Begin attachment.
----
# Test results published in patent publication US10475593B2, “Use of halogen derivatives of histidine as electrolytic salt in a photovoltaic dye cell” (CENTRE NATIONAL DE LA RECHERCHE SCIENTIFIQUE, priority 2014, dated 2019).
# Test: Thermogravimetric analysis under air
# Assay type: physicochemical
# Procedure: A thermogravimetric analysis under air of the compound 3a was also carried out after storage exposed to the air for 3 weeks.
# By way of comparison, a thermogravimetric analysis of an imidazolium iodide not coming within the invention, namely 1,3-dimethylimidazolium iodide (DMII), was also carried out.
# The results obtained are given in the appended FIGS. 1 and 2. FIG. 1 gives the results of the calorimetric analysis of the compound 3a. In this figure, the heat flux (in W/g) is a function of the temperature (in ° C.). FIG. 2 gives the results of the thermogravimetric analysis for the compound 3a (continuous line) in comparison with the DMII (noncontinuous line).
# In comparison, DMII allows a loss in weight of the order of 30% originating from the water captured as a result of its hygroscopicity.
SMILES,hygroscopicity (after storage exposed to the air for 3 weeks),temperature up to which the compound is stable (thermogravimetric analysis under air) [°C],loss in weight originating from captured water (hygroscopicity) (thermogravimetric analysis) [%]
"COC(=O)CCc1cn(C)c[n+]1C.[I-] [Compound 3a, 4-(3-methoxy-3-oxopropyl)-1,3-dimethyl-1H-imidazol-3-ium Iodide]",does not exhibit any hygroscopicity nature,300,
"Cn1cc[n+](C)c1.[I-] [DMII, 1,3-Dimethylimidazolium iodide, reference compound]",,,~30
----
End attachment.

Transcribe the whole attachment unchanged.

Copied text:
# Test results published in patent publication US10475593B2, “Use of halogen derivatives of histidine as electrolytic salt in a photovoltaic dye cell” (CENTRE NATIONAL DE LA RECHERCHE SCIENTIFIQUE, priority 2014, dated 2019).
# Test: Thermogravimetric analysis under air
# Assay type: physicochemical
# Procedure: A thermogravimetric analysis under air of the compound 3a was also carried out after storage exposed to the air for 3 weeks.
# By way of comparison, a thermogravimetric analysis of an imidazolium iodide not coming within the invention, namely 1,3-dimethylimidazolium iodide (DMII), was also carried out.
# The results obtained are given in the appended FIGS. 1 and 2. FIG. 1 gives the results of the calorimetric analysis of the compound 3a. In this figure, the heat flux (in W/g) is a function of the temperature (in ° C.). FIG. 2 gives the results of the thermogravimetric analysis for the compound 3a (continuous line) in comparison with the DMII (noncontinuous line).
# In comparison, DMII allows a loss in weight of the order of 30% originating from the water captured as a result of its hygroscopicity.
SMILES,hygroscopicity (after storage exposed to the air for 3 weeks),temperature up to which the compound is stable (thermogravimetric analysis under air) [°C],loss in weight originating from captured water (hygroscopicity) (thermogravimetric analysis) [%]
"COC(=O)CCc1cn(C)c[n+]1C.[I-] [Compound 3a, 4-(3-methoxy-3-oxopropyl)-1,3-dimethyl-1H-imidazol-3-ium Iodide]",does not exhibit any hygroscopicity nature,300,
"Cn1cc[n+](C)c1.[I-] [DMII, 1,3-Dimethylimidazolium iodide, reference compound]",,,~30